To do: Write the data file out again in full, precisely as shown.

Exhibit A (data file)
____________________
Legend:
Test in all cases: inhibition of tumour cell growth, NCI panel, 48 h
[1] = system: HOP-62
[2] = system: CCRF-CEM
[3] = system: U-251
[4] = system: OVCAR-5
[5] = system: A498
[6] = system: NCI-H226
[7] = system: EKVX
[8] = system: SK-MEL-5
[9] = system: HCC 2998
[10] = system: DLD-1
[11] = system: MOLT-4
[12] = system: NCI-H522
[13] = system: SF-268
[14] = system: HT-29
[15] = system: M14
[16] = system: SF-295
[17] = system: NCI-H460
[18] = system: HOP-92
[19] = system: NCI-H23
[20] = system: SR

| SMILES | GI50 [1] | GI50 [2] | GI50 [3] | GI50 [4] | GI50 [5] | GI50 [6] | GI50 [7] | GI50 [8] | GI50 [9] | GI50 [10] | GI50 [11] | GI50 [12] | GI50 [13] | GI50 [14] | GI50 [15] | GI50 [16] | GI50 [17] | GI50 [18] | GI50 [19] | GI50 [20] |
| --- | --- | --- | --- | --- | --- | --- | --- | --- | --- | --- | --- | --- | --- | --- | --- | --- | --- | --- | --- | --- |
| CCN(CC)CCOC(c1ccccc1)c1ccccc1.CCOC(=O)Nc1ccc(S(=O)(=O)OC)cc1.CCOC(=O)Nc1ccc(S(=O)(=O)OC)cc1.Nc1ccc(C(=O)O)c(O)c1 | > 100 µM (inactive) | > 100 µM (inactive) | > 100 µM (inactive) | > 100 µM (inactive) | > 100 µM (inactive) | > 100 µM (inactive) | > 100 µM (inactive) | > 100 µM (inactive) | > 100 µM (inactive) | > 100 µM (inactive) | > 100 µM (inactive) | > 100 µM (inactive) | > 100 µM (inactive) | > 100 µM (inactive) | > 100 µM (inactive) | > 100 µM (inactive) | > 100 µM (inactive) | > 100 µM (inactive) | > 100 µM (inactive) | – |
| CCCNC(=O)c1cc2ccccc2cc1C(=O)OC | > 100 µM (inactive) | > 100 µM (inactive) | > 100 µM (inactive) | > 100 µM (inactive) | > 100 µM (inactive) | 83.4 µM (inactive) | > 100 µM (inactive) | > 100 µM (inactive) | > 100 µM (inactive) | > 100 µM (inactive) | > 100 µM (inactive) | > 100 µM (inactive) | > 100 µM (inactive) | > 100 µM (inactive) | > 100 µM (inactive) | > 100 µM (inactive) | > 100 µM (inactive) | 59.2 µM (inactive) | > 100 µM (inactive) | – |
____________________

Legend:
Test in all cases: inhibition of tumour cell growth, NCI panel, 48 h
[1] = system: HOP-62
[2] = system: CCRF-CEM
[3] = system: U-251
[4] = system: OVCAR-5
[5] = system: A498
[6] = system: NCI-H226
[7] = system: EKVX
[8] = system: SK-MEL-5
[9] = system: HCC 2998
[10] = system: DLD-1
[11] = system: MOLT-4
[12] = system: NCI-H522
[13] = system: SF-268
[14] = system: HT-29
[15] = system: M14
[16] = system: SF-295
[17] = system: NCI-H460
[18] = system: HOP-92
[19] = system: NCI-H23
[20] = system: SR

| SMILES | GI50 [1] | GI50 [2] | GI50 [3] | GI50 [4] | GI50 [5] | GI50 [6] | GI50 [7] | GI50 [8] | GI50 [9] | GI50 [10] | GI50 [11] | GI50 [12] | GI50 [13] | GI50 [14] | GI50 [15] | GI50 [16] | GI50 [17] | GI50 [18] | GI50 [19] | GI50 [20] |
| --- | --- | --- | --- | --- | --- | --- | --- | --- | --- | --- | --- | --- | --- | --- | --- | --- | --- | --- | --- | --- |
| CCN(CC)CCOC(c1ccccc1)c1ccccc1.CCOC(=O)Nc1ccc(S(=O)(=O)OC)cc1.CCOC(=O)Nc1ccc(S(=O)(=O)OC)cc1.Nc1ccc(C(=O)O)c(O)c1 | > 100 µM (inactive) | > 100 µM (inactive) | > 100 µM (inactive) | > 100 µM (inactive) | > 100 µM (inactive) | > 100 µM (inactive) | > 100 µM (inactive) | > 100 µM (inactive) | > 100 µM (inactive) | > 100 µM (inactive) | > 100 µM (inactive) | > 100 µM (inactive) | > 100 µM (inactive) | > 100 µM (inactive) | > 100 µM (inactive) | > 100 µM (inactive) | > 100 µM (inactive) | > 100 µM (inactive) | > 100 µM (inactive) | – |
| CCCNC(=O)c1cc2ccccc2cc1C(=O)OC | > 100 µM (inactive) | > 100 µM (inactive) | > 100 µM (inactive) | > 100 µM (inactive) | > 100 µM (inactive) | 83.4 µM (inactive) | > 100 µM (inactive) | > 100 µM (inactive) | > 100 µM (inactive) | > 100 µM (inactive) | > 100 µM (inactive) | > 100 µM (inactive) | > 100 µM (inactive) | > 100 µM (inactive) | > 100 µM (inactive) | > 100 µM (inactive) | > 100 µM (inactive) | 59.2 µM (inactive) | > 100 µM (inactive) | – |